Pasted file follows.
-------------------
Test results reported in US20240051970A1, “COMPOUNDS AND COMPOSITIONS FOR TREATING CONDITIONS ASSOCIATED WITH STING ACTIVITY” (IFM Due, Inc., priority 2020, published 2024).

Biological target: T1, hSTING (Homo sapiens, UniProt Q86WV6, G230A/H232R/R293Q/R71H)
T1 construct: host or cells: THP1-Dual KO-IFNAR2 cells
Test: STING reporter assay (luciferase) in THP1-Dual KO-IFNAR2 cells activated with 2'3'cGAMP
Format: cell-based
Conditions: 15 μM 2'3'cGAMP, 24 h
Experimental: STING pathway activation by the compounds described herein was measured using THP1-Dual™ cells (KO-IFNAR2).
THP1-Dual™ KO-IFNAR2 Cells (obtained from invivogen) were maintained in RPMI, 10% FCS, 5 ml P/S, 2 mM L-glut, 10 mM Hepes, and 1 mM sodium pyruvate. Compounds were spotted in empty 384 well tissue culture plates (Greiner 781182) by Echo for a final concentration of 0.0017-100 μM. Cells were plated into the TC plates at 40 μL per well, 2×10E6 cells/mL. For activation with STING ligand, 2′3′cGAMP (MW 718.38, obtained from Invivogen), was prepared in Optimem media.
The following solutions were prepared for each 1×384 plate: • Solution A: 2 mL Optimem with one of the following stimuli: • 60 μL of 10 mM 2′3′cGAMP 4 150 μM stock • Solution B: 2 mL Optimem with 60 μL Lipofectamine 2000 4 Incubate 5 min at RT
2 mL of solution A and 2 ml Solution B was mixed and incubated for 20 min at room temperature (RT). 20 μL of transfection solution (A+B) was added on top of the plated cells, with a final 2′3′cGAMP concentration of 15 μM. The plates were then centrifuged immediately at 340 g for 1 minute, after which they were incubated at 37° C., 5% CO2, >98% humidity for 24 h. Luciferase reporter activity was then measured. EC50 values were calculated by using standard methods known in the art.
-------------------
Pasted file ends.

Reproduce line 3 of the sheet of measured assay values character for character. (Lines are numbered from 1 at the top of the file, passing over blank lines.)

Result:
T1 construct: host or cells: THP1-Dual KO-IFNAR2 cells